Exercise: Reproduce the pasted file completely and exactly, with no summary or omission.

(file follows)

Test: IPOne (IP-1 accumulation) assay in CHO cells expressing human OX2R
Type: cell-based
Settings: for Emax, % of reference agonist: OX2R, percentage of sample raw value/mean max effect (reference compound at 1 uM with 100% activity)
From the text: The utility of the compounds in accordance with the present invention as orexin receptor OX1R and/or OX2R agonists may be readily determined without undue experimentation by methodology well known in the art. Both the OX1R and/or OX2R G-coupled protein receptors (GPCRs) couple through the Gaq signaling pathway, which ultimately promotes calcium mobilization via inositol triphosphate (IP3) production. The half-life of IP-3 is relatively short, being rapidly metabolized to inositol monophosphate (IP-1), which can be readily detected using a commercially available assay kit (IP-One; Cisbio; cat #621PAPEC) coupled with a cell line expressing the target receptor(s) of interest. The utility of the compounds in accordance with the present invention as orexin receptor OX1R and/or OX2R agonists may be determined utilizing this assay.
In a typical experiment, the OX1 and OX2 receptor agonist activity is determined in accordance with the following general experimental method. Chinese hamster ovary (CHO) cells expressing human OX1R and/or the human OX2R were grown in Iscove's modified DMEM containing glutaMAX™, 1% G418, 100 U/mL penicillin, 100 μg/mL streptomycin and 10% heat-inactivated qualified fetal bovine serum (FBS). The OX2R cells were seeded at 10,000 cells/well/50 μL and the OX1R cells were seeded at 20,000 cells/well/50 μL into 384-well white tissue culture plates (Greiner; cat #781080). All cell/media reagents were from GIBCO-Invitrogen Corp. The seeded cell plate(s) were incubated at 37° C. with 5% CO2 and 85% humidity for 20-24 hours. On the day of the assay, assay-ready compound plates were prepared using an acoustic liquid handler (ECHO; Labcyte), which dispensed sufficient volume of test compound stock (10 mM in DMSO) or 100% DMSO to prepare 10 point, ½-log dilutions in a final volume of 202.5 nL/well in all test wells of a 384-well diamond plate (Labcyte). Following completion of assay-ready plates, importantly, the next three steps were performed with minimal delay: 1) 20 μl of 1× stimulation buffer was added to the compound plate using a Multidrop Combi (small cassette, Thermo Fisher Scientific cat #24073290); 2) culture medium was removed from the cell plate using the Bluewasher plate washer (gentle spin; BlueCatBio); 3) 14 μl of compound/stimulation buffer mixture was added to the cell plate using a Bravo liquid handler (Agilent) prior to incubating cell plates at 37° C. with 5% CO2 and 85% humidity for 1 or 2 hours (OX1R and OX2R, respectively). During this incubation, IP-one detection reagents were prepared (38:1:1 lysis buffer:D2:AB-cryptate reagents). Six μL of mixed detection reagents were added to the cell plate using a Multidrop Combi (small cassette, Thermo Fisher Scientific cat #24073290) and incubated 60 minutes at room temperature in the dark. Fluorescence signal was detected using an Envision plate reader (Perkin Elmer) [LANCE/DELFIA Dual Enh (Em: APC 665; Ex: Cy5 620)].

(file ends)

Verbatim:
Test: IPOne (IP-1 accumulation) assay in CHO cells expressing human OX2R
Type: cell-based
Settings: for Emax, % of reference agonist: OX2R, percentage of sample raw value/mean max effect (reference compound at 1 uM with 100% activity)
From the text: The utility of the compounds in accordance with the present invention as orexin receptor OX1R and/or OX2R agonists may be readily determined without undue experimentation by methodology well known in the art. Both the OX1R and/or OX2R G-coupled protein receptors (GPCRs) couple through the Gaq signaling pathway, which ultimately promotes calcium mobilization via inositol triphosphate (IP3) production. The half-life of IP-3 is relatively short, being rapidly metabolized to inositol monophosphate (IP-1), which can be readily detected using a commercially available assay kit (IP-One; Cisbio; cat #621PAPEC) coupled with a cell line expressing the target receptor(s) of interest. The utility of the compounds in accordance with the present invention as orexin receptor OX1R and/or OX2R agonists may be determined utilizing this assay.
In a typical experiment, the OX1 and OX2 receptor agonist activity is determined in accordance with the following general experimental method. Chinese hamster ovary (CHO) cells expressing human OX1R and/or the human OX2R were grown in Iscove's modified DMEM containing glutaMAX™, 1% G418, 100 U/mL penicillin, 100 μg/mL streptomycin and 10% heat-inactivated qualified fetal bovine serum (FBS). The OX2R cells were seeded at 10,000 cells/well/50 μL and the OX1R cells were seeded at 20,000 cells/well/50 μL into 384-well white tissue culture plates (Greiner; cat #781080). All cell/media reagents were from GIBCO-Invitrogen Corp. The seeded cell plate(s) were incubated at 37° C. with 5% CO2 and 85% humidity for 20-24 hours. On the day of the assay, assay-ready compound plates were prepared using an acoustic liquid handler (ECHO; Labcyte), which dispensed sufficient volume of test compound stock (10 mM in DMSO) or 100% DMSO to prepare 10 point, ½-log dilutions in a final volume of 202.5 nL/well in all test wells of a 384-well diamond plate (Labcyte). Following completion of assay-ready plates, importantly, the next three steps were performed with minimal delay: 1) 20 μl of 1× stimulation buffer was added to the compound plate using a Multidrop Combi (small cassette, Thermo Fisher Scientific cat #24073290); 2) culture medium was removed from the cell plate using the Bluewasher plate washer (gentle spin; BlueCatBio); 3) 14 μl of compound/stimulation buffer mixture was added to the cell plate using a Bravo liquid handler (Agilent) prior to incubating cell plates at 37° C. with 5% CO2 and 85% humidity for 1 or 2 hours (OX1R and OX2R, respectively). During this incubation, IP-one detection reagents were prepared (38:1:1 lysis buffer:D2:AB-cryptate reagents). Six μL of mixed detection reagents were added to the cell plate using a Multidrop Combi (small cassette, Thermo Fisher Scientific cat #24073290) and incubated 60 minutes at room temperature in the dark. Fluorescence signal was detected using an Envision plate reader (Perkin Elmer) [LANCE/DELFIA Dual Enh (Em: APC 665; Ex: Cy5 620)].